Brian Maryott – Left Wells Fargo as a senior vice president and a regional manager to run for office. Ran for San Juan Capistrano City Council campaigning against sober living facilities in the city.

50th Congressional District

Given Duncan Hunter’s mounting legal and political liabilities, I have added FEC information on Darrell Issa’s 49th District reporting, who would be the logical choice to jump in if the incumbent drops out.

Darrell Issa (R-Likely to jump in)
Raised $1,660,780, Cash on hand $$1,052,398

Duncan Hunter (R-Incumbent)
Raised $454,806, Cash on hand $290,904
Small Contributions (<$200) 3.86%
Large Contributions 31.63%
PAC Money 57.08%
Self Funding 0

Shamus Sayed (R)
Raised $185,539, Cash on hand $147,486
Small Contributions (<$200) 1.5%
Large Contributions 44.60%
PAC Money 0
Self Funding 53.90%

Ammar Campa-Najjar (D)
Raised $504,928 Cash on hand $298,989
Small Contributions (<$200) 19.05%
Large Contributions 83.18%
PAC Money .79%
Self Funding 0

Josh Butner (D)
Raised $421,385, Cash on hand $276,694
Small Contributions (<$200) 15.22%
Large Contributions 67.69%
PAC Money 7.83%
Self Funding .88%

Patrick Malloy (D)
Raised $397, Cash on hand $194
Small Contributions (<$200) 100%
Large Contributions 0
PAC Money 0
Self Funding 0

**Democrats Pierre Beauregard and Gloria Chadwick have dropped out the race. There are no FEC reports for Republicans Joshua Schoonover and Andrew Zelt.

51st Congressional District

Juan Vargas (D-Incumbent)
Raised $416,127, Cash on hand $64,313
Small Contributions (<$200) .18%
Large Contributions 31.42%
PAC Money 65.94%
Self Funding 0

**There is no FEC report for Republican John Denison

52nd Congressional District

Scott Peters (D- Incumbent)
Raised $1,540,155, Cash on hand $2,221,477
Small Contributions (<$200) 7.68%
Large Contributions 36.36%
PAC Money 52.64%
Self Funding 3.34%

Michael Allman (R)
Raised $321,452, Cash on hand $267,420
Small Contributions (<$200) .75%
Large Contributions 5.93%
PAC Money 0
Self Funding 93.33%

Omar Qudrat (R)
Raised $179,671, Cash on hand $40,338
Small Contributions (<$200) 5.90%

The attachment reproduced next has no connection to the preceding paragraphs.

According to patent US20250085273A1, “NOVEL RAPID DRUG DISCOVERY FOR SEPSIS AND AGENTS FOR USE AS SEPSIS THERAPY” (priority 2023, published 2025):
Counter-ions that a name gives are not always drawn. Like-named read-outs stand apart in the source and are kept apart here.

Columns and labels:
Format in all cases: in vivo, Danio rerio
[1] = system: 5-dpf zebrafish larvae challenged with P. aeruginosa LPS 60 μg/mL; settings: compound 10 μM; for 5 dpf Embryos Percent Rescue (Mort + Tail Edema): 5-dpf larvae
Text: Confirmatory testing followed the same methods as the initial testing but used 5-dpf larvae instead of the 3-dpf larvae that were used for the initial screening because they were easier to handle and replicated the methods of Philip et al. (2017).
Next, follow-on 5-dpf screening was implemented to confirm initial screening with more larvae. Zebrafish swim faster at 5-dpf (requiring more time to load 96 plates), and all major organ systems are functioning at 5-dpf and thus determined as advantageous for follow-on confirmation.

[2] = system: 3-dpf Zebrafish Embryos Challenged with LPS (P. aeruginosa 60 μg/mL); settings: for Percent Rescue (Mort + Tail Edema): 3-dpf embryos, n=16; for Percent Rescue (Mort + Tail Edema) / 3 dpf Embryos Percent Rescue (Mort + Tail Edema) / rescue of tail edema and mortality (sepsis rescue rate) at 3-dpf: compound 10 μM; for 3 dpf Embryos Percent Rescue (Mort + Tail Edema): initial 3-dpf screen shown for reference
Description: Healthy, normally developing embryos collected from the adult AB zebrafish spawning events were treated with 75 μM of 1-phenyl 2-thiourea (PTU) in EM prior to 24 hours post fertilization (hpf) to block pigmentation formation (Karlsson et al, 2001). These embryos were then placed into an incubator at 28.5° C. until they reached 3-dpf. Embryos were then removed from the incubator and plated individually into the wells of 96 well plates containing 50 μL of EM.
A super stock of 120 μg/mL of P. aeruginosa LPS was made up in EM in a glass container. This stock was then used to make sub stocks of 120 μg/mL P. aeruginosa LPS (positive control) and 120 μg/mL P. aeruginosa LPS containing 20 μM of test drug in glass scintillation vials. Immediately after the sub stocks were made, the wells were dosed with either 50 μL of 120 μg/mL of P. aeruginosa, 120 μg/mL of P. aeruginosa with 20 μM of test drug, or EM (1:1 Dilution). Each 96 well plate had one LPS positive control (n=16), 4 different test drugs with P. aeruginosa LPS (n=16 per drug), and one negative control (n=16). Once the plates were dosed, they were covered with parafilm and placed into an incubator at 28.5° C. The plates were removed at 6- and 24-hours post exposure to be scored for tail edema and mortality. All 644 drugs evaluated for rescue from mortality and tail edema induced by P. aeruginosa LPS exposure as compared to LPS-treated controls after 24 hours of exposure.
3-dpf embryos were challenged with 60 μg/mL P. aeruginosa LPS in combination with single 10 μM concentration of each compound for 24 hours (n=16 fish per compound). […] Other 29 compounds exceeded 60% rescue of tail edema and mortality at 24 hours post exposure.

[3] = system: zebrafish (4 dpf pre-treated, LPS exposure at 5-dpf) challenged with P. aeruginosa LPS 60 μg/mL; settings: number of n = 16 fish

Large Contributions 51.64%
PAC Money 3.90%
Self Funding 38.96%

James Veltmeyer (R)
Raised $98,225, Cash on hand $12,770
Small Contributions (<$200) 7.86%
Large Contributions 50.29%
PAC Money 0
Self Funding 42.16%

Daniel Casara (R)
Raised $25,575, Cash on hand $5032
Small Contributions (<$200) 13.20%
Large Contributions 65.30%
PAC Money 0
Self Funding 21.51%

53rd Congressional District

Susan Davis (D- Incumbent)
Raised $159,235 Cash on hand $229,225
Small Contributions (<$200) 2.70%
Large Contributions 12.31%
PAC Money 85.31%
Self Funding 0

Bryan Kim (I)
Raised $16,428, Cash on hand $1022
Small Contributions (<$200) 96.01%
Large Contributions 14.43%
PAC Money 0
Self Funding 0

**There is no FEC information for Democrat Alexander Miller

BONUS! US Senate

Diane Feinstein (D-Incumbent)
Raised $13,006,349, Cash on hand $9,801,396
Small Contributions (<$200) 3.41%
Large Contributions 16.89%
PAC Money 7.92%
Self Funding 38.49%
Other 33.30%

The total fundraising of 6 declared candidates running against Feinstein who have filed FEC reports:
Raised $304,455 Cash on hand $120,573

**No FEC reports are available for: Donald Adams (I), Christopher Brennan (D), Erin Cruz ®, **Kevin De Leon (D), Tim Gildersleeve (I), Alison Hartson (D), Charles Junior Hodge (I), Timothy Charles Kalemkarian ®, Caren Lancona ®, Richard Thomas Mead (I), John Melendez (D), Lee W. Olson (I), Clifton Roberts (I), Jazmina Saavedra ®, Stephen James Schrader ®, Ling Ling Shi (unk)

**The Los Angeles Times reports Kevin DeLeon has raised $434,000 and has $359,000 cash on hand.

Looking for some action? Check out the Weekly Progressive Calendar, published every Friday in this space, featuring Demonstrations, Rallies, Teach-ins, Meet Ups and other opportunities to get your activism on.